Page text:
Published August 14, 2012
Eating dark chocolate every day may improve thinking abilities in people with mild cognitive impairment, according to a new study.
Researchers enlisted older adults to consume either low, moderate or high amounts of flavanols in a cocoa-based beverage every day for eight weeks, and a link was found between the higher amounts of flavanols and improvements in tests of cognitive function.
The higher the concentration of flavanols, the better the people did on the tests — completing them more quickly and recalling more information, the researchers found.
The study was funded by Mars, a company that makes chocolate candy.
All study participants had mild cognitive impairment, a condition in which people have problems with memory or thinking that go beyond the normal age-related decline but don't interfere with their daily activities. The condition can lead to Alzheimer's disease.
Previous research has shown that flavanols have other health benefits, including improving blood pressure and insulin resistance.
"It is yet unclear whether these benefits in cognition are a direct consequence of cocoa flavanols or a secondary effect of general improvements in cardiovascular function," said lead study author Dr. Giovambattista Desideri, director of the geriatric division at the University of L'Aquila in Italy.
For example, the improvements to the cardiovascular system may increase blood flow in the brain, leading to mental improvements, the researchers said.
The study was published Aug. 13 in the journal Hypertension.
A daily supplement
Flavanols are found in cocoa, red wine, grapes, apples and tea.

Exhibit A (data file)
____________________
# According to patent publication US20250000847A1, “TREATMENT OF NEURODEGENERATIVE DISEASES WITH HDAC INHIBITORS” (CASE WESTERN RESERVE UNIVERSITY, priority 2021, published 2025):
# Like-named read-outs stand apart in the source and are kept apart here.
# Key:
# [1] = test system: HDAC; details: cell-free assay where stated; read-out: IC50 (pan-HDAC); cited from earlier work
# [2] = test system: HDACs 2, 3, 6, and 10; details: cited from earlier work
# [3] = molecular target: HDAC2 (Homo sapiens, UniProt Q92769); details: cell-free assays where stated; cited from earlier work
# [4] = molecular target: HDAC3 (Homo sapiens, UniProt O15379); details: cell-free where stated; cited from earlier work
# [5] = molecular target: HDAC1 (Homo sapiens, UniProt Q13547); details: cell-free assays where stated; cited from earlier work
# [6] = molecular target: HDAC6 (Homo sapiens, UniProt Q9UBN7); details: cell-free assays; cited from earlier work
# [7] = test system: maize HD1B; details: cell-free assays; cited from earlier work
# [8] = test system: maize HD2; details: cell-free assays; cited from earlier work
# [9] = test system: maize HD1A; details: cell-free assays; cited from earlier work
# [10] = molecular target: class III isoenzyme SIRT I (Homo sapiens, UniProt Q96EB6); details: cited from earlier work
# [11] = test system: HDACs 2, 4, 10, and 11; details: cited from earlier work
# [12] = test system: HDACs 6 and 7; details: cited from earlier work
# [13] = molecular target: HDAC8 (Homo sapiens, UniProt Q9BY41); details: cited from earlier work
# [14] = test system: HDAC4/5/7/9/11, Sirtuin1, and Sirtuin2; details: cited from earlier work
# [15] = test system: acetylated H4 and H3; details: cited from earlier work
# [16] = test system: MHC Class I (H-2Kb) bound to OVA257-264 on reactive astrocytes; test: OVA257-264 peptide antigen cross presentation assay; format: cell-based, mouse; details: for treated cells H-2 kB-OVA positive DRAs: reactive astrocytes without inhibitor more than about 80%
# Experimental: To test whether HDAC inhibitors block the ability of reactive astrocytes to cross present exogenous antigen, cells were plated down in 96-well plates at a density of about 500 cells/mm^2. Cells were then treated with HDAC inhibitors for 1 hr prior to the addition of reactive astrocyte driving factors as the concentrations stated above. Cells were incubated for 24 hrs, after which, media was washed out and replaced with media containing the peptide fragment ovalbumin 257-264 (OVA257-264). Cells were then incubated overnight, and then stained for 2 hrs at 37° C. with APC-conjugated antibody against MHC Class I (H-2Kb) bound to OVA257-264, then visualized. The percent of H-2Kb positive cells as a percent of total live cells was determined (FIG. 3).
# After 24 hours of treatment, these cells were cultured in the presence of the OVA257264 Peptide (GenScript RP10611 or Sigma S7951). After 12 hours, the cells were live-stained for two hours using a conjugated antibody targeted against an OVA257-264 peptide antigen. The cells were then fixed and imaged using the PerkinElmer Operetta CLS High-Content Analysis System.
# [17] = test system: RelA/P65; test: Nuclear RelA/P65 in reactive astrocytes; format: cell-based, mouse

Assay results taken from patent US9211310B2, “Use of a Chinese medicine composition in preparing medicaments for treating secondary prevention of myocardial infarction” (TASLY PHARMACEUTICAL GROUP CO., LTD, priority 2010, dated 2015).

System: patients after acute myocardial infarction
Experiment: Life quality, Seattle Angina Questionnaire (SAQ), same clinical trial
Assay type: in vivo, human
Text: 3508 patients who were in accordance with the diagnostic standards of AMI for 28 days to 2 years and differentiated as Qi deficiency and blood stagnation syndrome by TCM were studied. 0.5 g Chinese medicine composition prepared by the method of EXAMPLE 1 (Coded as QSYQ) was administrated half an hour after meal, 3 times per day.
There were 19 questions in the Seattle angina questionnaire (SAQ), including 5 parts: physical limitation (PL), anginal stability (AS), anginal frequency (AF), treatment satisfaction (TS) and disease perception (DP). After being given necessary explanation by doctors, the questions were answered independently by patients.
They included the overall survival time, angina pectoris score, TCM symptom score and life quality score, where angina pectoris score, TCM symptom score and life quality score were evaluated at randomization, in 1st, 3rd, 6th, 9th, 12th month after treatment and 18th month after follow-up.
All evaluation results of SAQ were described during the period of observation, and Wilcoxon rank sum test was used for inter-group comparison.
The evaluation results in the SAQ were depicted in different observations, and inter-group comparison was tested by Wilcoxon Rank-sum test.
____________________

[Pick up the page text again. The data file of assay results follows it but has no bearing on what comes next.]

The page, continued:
The researchers asked 90 elderly adults to drink flavanol beverages of varying concentrations for eight weeks, while the rest of their diet was controlled, to reduce their consumption of flavanols from other sources. Tests taken at the start and end of the eight-week period measured the participants' short- and long-term memories, as well as other aspects of general function.
Every year, 6 percent of those beyond age 70 develop mild cognitive impairment, the researchers noted. The condition can be a precursor to dementia or Alzheimer's disease, so reducing mild cognitive impairment also might decrease the percentage of people with these diseases, the researchers suggested, though more research would be needed to show this.
Beyond their mild cognitive impairment, the study participants were in good health, with no cardiovascular disease, the researchers said. The effects of flavanols may vary in populations already affected by cardiovascular disease, or without mild cognitive impairment.
Chocolate and Alzheimer's
Other experts disagreed with the study's conclusion.
The data showed "there was no effect on overall cognition," said Dr. Marc L. Gordon, chief of neurology at Zucker Hillside Hospital in Glen Oaks, N.Y., who researches Alzheimer's disease. The study participants showed improvements in terms of processing information and thinking faster, but Gordon said that the researchers incorrectly equated this improved speed with an overall improvement in cognitive function, and these are not necessarily the same."
And although the results are intriguing, they cannot be widely applied because the study looked at such a specific population, he added.
The results showed that flavanols may improve brain speed, which may or may not affect the development of Alzheimer's disease, and more research is needed to understand the connection, Gordon said.
American Heart Association spokeswoman Rachel K. Johnson, a nutrition professor at the University of Vermont, said it's well known that flavanols lower blood pressure, but the positive effect this may have in the brain is a relatively new finding.
While the relationship should be studied further, Johnson said, that there is no harm in adding flavanols to a diet.
Foods with flavanols are "generally healthy foods that fit in well with a heart-healthy diet," she said. It's important to note that flavanols are found in chocolate with high cocoa content, so dark chocolate is the best for health, Johnson said.
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